garlic. Great topped with tempeh, chicken, fish, or

Farmer Molly’s Puntarelle Salad
This recipe is inspired by your share today! I make
salads like this all the time, as meals or sides. This
salad, as it includes protein, can work for lunch or
a light dinner. Have it with some toasted bread on
the side. A great way to eat and save room for
Salad (enough for you and your company: can use
raw Dino kale, mesclun, or a mix)
1 bu. Puntarelle
½ pint cherry tomatoes
1-2 sweet peppers
1 eggplant
1 source of protein (fish such as tuna or swordfish,
anchovies, sardines, chicken, steak, tempeh, or
eggs) prepared to your taste as a topping for the
For the dressing:
1/2 Lemon (to squeeze over Kale or add a little to
dressing for some zing)
1 shallot or clove garlic
Olive Oil
Vinegar (Apple cider, balsamic, tarragon,
champagne or red wine: my motto is, use whatever
you have around!)
1 spoonful Dijon mustard
1 spoonful Honey
Dash Salt
Black Pepper to taste
Wash/cut/chiffonade your greens as needed.If you
incorporate the Dino Kale, start with that. Cut VERY
fine (less than ¼” ribbons). Juice with a lemon and
massage. Then add mesclun or other salad
greens/lettuce. Chop puntarelle and toss with the
Kale. Set aside in a bowl.
Now get to work on your protein: Cut up the leeks
and eggplant, and Start with those. Add in the
protein: Fry your steak (go with something tender,
like Skirt Steak); Bake, saute or pan-fry your
chicken; fry the tempeh; Boil your eggs, etc. A
delicious, unusual addition is Squid or Octopus. I
find it at my local farmers market. Combining the
protein with the leeks and eggplant will really help
to add some flavor! Splash in some balasalmic
vinegar, fish sauce, and spices while it all cooks.
Once protein is done, slice or cut it however you’d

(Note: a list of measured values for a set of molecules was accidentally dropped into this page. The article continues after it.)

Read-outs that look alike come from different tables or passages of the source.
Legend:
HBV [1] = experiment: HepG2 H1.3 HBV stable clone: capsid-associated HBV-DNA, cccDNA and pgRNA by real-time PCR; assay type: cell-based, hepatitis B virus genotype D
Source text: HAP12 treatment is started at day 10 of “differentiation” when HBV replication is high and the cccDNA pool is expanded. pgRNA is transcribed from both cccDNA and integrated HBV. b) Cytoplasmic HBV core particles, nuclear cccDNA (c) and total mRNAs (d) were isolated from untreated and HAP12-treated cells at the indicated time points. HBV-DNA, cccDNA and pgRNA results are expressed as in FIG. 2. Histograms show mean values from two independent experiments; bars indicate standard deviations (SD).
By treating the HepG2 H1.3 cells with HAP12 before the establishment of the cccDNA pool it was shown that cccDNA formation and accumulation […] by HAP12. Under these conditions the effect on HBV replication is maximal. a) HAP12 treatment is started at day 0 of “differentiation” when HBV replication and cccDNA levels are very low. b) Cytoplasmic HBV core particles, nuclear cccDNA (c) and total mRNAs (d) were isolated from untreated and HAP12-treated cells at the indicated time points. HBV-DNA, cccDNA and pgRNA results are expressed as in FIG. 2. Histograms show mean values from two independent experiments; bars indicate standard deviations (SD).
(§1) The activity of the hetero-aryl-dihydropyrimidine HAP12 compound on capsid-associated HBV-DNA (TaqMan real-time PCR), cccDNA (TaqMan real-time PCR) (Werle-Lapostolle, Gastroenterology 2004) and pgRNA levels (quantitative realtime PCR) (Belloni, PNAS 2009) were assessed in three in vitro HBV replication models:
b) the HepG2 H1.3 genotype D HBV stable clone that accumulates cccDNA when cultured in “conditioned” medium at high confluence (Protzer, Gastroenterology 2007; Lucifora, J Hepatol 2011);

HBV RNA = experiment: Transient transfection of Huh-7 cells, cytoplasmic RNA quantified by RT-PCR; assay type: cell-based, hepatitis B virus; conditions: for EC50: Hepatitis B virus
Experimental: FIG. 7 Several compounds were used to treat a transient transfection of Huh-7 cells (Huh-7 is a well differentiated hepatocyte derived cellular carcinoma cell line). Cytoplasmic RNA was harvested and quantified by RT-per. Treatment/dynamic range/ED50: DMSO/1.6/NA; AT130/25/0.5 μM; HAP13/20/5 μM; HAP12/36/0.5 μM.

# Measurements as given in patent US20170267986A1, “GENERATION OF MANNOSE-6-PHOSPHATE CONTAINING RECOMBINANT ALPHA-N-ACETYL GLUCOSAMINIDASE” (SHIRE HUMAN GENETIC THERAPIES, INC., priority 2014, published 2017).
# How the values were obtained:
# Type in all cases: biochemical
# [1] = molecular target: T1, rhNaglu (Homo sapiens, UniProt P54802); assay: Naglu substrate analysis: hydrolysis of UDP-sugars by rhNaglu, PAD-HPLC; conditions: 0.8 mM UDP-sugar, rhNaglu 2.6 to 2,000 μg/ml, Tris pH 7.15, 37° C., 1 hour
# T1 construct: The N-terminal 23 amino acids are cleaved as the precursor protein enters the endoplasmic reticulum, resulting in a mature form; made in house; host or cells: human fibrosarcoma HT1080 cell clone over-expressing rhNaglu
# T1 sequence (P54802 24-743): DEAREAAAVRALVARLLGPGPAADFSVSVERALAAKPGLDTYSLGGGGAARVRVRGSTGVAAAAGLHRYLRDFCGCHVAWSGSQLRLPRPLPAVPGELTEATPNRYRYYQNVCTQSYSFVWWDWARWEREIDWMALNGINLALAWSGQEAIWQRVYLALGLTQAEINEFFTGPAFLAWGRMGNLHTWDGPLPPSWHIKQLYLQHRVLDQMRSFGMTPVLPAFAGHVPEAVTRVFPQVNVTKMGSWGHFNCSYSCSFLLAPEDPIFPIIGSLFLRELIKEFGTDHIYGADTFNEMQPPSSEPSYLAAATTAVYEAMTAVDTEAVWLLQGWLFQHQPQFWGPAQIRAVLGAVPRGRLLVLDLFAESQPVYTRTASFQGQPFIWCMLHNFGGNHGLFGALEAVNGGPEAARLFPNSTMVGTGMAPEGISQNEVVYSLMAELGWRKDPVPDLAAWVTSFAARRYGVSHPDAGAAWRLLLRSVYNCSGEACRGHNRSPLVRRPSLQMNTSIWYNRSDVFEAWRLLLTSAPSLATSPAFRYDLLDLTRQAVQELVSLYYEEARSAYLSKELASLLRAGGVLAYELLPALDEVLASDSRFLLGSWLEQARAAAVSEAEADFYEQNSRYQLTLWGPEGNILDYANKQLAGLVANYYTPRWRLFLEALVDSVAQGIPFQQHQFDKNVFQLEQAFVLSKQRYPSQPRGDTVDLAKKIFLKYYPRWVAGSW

like it on top of the salad.
As you nurse along the protein, dice your sweet
peppers and halve the cherry tomatoes.
Plate the salad greens. Top with cherry tomatoes
and sweet peppers. Then top with
Now prepare the dressing:
My rule of thumb is an oil:vinegar ratio of 3:1 (3
parts oil to 1 part vinegar). I usually start with extra

THE YOUTH FARM at the High School for Public Service
NEWSLETTER Week of October 13,

virgin olive oil, then add vinegar. For this recipe, if
you’re shy about bitter taste, go with apple cider or
balsamic vinegar. Add honey, mustard, salt,
pepper. Mince shallot/garlic and then emulsify. I
usually make dressing in a half pint mason jar, close
it with lid and rim and then shake hard to blend
everything together. There should be a nice
balance of sweetness and savory. Dress your
salads, and enjoy!
This recipe is so versatile – you can use any fresh
veggies you have around. Saute some and leave
the rest raw. I think the key is chopping fine, and
getting that dressing just right!


Interested in interning at the farm?!
Our internships are on Tuesdays and Thursdays
THROUGH MID NOVEMBER from 9am-3pm. For more
info please email Liz at!

Every Wednesday, 2:30-6:30pm during our farmers

Upcoming Volunteer Saturday Dates:
October 18

November 3rd

We would love to see you out on the farm!
Families and people of all ages are

The Youth Farm will be holding a
fundraiser on Thursday, November 6
Our 2
ever “Meet Your Maker” event will
feature 3 amazing Brooklyn chefs and
delicious regional wine and beer. More
details to come!